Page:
Funded by the HSE, the Finglas/Cabra community came together using a participatory action research approach with deep involvement of service users. This approach has already resulted in closer working between the different agencies.
- The community response to dual diagnosis ought to include increased interagency collaboration; developing a more integrated approach between mental health and addiction service providers and referral pathways.
- Local service organisations need to consider the need for dual diagnosis and trauma staff education and training.
- The report recommends the development of a dual diagnosis assessment tool
- Recommendations at a governmental level include re-establishing the National Clinical Programme
- Improved case management for individuals who with dual diagnosis
At the launch event
At a very moving event in the Mansion house, to launch the report, two people with experience of the services spoke about the impact of dual diagnosis on them.
Marie ended up in Jail
First, Marie (not her real name) described how she got better with help from mental health services. Then life events intervened again. This time she was refused help because she was drinking. Two weeks later she was in jail, and then became homeless.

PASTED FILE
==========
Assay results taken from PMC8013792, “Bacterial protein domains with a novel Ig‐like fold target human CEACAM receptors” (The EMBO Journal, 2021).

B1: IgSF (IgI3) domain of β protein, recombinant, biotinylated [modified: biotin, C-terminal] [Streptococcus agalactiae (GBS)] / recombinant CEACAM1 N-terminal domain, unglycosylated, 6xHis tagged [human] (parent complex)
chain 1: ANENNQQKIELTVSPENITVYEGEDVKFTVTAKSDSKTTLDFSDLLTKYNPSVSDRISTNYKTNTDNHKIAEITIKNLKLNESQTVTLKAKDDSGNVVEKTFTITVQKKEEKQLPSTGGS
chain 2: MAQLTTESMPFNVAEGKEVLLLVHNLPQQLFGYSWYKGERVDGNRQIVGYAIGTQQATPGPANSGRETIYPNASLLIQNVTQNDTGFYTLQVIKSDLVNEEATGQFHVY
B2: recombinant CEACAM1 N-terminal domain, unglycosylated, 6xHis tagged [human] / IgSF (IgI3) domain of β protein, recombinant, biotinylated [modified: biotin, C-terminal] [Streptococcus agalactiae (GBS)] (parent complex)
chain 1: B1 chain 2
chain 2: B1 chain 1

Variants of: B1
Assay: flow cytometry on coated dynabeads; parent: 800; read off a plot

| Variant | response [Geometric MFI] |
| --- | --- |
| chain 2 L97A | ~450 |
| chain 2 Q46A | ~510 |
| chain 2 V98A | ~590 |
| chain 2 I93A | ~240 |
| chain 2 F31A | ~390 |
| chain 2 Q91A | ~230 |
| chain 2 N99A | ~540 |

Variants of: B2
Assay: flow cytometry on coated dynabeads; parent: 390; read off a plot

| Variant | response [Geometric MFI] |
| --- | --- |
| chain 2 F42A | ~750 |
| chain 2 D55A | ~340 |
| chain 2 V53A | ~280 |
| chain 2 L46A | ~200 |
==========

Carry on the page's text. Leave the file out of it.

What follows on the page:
Mary travelled from Dublin to Cork and was turned away
Mary (not her real name) spoke about travelling from Dublin to a Cork residential addiction service with her son. He desperately wanted to be off drugs. But just like the original nativity story, they were turned away. At the centre, Mary was told her son could not be admitted because he was on prescribed psychiatric drugs and there were traces of cocaine in his urine. To general knowing laughter from the audience she said
“Well, if he could stay off it, he would n’t have to come here”
This simple statement shows the lack of common sense thinking in our approach to developing services.
We were involved in this study and you can see the final report here.